Building and Running Freeipa 4.4.4 on Centos 7

I was trying to replicate Freeipa from a Fedora 25/Freeipa 4.4.4 to NOT Fedora 25.  How hard could it be to rebuild Freeipa 4.4.4 on Centos?  It turns out it is fiddly to get the packages built.

The following is not for the faint of heart and leaves out a bunch of build environment stuff, so this is not a good package to learn rebuilding a package.  But, the instructions  should save you a ton of time.

Download Fedora 25’s Freeipa source.  It should be in this directory: http://dl.fedoraproject.org/pub/fedora/linux/updates/25/SRPMS/f/

Download mod_wsgi source from Fedora 25.  It should be in this directory.  http://dl.fedoraproject.org/pub/fedora/linux/updates/25/SRPMS/m/

Download dinglibs source for Fedora 25.  I found it here: http://rpm.pbone.net/index.php3/stat/26/dist/103/size/895373/name/ding-libs-0.6.0-29.fc25.src.rpm

Download cmocka source for Fedora 25.  I found it here: https://kojipkgs.fedoraproject.org//packages/cmocka/1.1.1/0.fc25/src/cmocka-1.1.1-0.fc25.src.rpm

And so on for the following: ldns, python-astroid, pylint.  I was unable to build the sssd version that ships with Fedora 25 and a couple of the Python packages.  That means the freeipa.spec file gets modified with lower version requirements and the python package requirements get commented out and installed with pip.

There are also modifications to the spec files needed to be sure the packages don’t conflict with themselves.

The modifications to the spec files to accept a lower version of some of the packages are easy.  The build script should complain the correct version isn’t available. Figure out what your distro packages and modify the spec file accordingly.

My recollection is the general order of build was:

  1. build mod-wsgi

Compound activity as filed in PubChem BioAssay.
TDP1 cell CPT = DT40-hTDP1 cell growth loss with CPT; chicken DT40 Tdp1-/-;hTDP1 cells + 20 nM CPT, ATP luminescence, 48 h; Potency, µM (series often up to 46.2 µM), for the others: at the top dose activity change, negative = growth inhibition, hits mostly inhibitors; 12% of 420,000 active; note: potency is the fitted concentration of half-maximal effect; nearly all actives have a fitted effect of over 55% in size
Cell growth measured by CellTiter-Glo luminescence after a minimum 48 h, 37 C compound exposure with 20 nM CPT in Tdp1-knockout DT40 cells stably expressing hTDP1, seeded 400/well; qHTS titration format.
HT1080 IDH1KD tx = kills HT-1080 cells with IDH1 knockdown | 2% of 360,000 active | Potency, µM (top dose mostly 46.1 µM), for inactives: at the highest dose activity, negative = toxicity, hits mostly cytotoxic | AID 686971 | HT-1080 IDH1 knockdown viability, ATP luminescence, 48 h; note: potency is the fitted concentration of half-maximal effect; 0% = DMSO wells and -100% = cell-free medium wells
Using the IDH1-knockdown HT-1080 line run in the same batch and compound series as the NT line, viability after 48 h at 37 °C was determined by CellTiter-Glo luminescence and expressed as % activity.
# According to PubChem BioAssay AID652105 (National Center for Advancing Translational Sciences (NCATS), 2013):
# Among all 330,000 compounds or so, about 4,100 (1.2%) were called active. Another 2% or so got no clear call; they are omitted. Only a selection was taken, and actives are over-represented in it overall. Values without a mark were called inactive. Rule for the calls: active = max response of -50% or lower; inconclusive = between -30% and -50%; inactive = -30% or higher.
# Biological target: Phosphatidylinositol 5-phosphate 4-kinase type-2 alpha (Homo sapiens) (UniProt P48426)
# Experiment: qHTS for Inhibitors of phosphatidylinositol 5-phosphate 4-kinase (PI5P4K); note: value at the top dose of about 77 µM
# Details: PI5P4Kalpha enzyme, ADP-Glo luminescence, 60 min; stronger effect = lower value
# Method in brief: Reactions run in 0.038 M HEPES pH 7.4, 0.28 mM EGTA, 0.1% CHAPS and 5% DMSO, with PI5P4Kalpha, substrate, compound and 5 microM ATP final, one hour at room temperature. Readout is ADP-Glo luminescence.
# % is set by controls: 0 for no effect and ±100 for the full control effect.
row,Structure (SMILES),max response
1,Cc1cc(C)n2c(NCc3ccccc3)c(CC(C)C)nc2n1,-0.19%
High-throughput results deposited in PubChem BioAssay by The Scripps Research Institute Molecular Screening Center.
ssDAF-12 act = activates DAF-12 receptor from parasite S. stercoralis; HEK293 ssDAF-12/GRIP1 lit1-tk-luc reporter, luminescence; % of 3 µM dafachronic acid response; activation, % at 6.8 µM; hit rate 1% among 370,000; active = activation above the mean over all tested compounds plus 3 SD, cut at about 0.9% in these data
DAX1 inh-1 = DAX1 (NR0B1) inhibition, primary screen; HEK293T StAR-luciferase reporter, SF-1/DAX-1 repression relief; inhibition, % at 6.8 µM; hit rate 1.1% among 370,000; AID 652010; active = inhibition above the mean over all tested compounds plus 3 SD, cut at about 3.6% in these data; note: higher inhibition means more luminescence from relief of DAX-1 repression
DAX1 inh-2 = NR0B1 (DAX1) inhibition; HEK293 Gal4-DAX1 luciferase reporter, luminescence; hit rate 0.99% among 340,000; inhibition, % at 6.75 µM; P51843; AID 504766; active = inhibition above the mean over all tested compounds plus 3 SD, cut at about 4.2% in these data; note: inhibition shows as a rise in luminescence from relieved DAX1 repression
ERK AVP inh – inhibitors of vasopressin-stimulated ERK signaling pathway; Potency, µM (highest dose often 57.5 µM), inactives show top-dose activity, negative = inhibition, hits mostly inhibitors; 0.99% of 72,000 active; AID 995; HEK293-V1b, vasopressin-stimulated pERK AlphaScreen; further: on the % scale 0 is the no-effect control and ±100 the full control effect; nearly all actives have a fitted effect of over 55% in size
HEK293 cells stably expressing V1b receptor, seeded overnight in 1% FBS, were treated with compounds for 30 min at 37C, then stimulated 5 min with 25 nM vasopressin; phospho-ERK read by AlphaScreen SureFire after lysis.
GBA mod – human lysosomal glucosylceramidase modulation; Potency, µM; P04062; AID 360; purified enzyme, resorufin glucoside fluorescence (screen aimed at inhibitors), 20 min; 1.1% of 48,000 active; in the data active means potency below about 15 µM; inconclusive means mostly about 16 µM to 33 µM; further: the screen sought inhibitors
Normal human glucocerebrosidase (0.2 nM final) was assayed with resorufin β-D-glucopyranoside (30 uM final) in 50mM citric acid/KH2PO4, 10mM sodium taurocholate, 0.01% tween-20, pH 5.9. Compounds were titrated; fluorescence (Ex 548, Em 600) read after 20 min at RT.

2. build dinglibs
  3. build cmocka
  4. build python-astroid
  5. build pylint
  6. build ldns
  7. build free-ipa

The freeipa build will probably fail a couple of times on simple dependencies in the spec file.  Just keep adjusting the spec file and you’ll get built packages in a few tries.

Here is my freeipa.spec file.  It is not perfect as a number of the packages built complain about conflicting with themselves. freeipa.spec

If, after you get the packages built and the install goes okay AND you are running in an SELinux environment, be sure to run audit2allow -w -a after the IPA server stack is up to check for policy denials.

Do This Too!

For some reason, the replication setup script demands testing TCP port 7389 as another way to reach the LDAP server.  You need a port address translation for it.

firewall-cmd --permanent --zone=public --add-rich-rule="rule 
family="ipv4" \
source address="192.168.1.0/24" \
port protocol="tcp" port="7389" accept"

firewall-cmd --permanent --zone=public --add-forward-port=port=7389:proto=tcp:toport=636:toaddr=192.168.1.88

That’s the firewall-cmd way to forward anything showing up on TCP 7389 from the LAN and sending it to 636.  Adjust as needed.  It works for me.

Good luck!

 

Things to Know Before Setting Up FreeIPA

A few notes about the things I discovered  testing FreeIPA about February, 2017.

  1. It’s NOT A Windows domain controller. This should be obvious just checking the basic docs.
  2. It conflicts with samba.  The first impulse is to deny this claim because, hey, there’s ample documentation about adding samba and some kind of connector/backend from FreeIPA to Samba.  However FreeIPA forces /etc/hosts format to be opposite Samba’s demanded order.   For example 192.168.1.222 freeipa freeipa.linuxenvironment.com and 192.168.1.222 freeipa.linuxenvironment.com freeipa.  I’m not sure how one gets around this.
  3. The LDAP server must be dedicated to freeIPA.  Putting other databases in the same 389 server causes some confusion on the part of the FreeIPA environment.  The systemd scripts just don’t work with more than one 389 database.
  4.  Use a virtual machine like kvm.  FreeIPA can run as an lxc-container. BUT  auditing does not work.  This is a limitation of the lxc container.
  5. /etc/hosts file parsing is quite strict.  If things don’t work while the system configures itself, check the arrangement in /etc/hosts.